I'm reminded of a seder where I listened as a man told his daughters about growing up Jewish in Baghdad. "We had good friends who weren't Jewish," he said, "but you had to remember all the time that anything could happen." Then he told a story about walking to school while boys threw stones at him and called him a Jew.

But I digress, I digress from Alice's happy ahistorical history of the European Jewish Conquest of the Palestinian Tribal Lands. Let's look at the next paragraph.

Way back in Europe, though, your “guests” have come up with a plan to assuage their hunger for more: more land, more money, more crops, more food, more things to buy and sell, and drawn maps that have your “territory” on it like a large pie, and they are busy dividing up slices of it. You, sitting by your fire, your little ones clamoring for a bedtime story or another mango, date, olive or fig, are not on the map at all.

At this point, please notice, Hitler, who's been so far presumed to be these folks' reason for being here just vanishes, and the Jews morph into full-fledged European imperialist invaders. Please note, also, that I am not actually sure that mangoes were grown in Mandate Palestine. I could be wrong, and Israel does grow mangoes for export now. And this is a dumb thing to focus on. But I'm not sure about the mangoes.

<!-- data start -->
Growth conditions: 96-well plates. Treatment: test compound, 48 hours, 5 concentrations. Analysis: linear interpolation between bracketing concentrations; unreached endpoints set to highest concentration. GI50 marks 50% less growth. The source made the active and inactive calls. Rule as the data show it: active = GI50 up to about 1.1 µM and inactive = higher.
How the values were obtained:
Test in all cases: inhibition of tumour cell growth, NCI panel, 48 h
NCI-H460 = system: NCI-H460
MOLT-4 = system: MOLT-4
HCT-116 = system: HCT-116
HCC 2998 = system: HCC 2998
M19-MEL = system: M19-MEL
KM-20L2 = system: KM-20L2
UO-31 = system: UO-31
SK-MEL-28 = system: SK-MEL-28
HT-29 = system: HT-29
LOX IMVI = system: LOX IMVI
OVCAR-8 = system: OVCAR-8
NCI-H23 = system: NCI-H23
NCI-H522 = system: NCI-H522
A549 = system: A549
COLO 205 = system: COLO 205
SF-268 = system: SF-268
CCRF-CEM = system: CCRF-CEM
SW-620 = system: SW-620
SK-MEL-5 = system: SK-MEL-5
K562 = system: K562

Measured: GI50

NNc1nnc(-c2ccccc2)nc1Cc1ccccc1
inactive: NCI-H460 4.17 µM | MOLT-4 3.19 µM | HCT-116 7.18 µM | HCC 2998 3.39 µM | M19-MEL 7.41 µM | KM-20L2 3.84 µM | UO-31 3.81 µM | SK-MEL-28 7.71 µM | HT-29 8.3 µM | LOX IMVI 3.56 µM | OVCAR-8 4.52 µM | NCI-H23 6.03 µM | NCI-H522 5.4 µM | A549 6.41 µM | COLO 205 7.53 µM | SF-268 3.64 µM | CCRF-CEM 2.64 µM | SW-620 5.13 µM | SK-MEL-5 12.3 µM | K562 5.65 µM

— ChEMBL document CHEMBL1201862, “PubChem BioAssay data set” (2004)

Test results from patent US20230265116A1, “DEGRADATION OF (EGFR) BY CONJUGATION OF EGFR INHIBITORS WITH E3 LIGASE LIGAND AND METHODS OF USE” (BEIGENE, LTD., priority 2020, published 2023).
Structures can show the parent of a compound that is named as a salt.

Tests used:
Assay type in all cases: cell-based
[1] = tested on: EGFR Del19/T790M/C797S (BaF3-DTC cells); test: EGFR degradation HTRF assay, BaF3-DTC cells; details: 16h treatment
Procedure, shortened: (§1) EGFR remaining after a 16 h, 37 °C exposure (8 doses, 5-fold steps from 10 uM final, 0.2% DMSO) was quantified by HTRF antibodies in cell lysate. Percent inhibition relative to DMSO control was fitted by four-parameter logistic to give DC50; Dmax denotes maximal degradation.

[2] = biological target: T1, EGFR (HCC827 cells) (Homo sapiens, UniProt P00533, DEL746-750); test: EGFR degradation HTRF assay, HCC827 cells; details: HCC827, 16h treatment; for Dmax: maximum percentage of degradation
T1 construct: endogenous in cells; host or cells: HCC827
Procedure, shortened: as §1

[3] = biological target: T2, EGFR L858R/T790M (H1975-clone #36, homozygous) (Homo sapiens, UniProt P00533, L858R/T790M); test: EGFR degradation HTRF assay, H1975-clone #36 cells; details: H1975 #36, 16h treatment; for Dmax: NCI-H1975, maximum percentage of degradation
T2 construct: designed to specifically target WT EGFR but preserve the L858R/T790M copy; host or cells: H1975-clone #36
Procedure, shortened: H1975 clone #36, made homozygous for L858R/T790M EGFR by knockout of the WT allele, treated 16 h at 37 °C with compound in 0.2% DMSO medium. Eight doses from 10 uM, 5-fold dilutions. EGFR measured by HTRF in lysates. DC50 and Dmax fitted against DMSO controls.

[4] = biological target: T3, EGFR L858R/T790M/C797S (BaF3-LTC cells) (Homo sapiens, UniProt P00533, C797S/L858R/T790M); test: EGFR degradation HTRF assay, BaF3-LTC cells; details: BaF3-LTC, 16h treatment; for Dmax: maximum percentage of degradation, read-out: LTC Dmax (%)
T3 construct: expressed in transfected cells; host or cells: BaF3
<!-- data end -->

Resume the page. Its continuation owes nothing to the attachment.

Coming back to your fire, the strangers smile at you, learn your language, as if respecting it, admire your culture. But you notice they’ve brought strange gadgets that they use to measure things. At first you and your neighbors laugh: these crazy people, you say to each other, why, they would measure even the sky! But soon you do not laugh, because they have measured a road that goes right through your living room. They have destroyed all the villages on one side of yours, already. You did not know, because you couldn’t imagine anyone doing such a thing, and besides, you do not understand their language, though they, many of them now, certainly understand yours. Why should you learn the language of your guests, you think.For a long time it doesn’t make sense to make the effort. And when you begin to understand that your guests are your enemies, it seems horrible to you to try to learn to speak their wicked tongue.

I'm deeply intrigued by the way the whole Israeli War of Independence, especially the part where five peaceful, rustic, innocent Arab nations rolled tanks into the fledgling State of Israel, appears to simply not exist in Alice's narrative.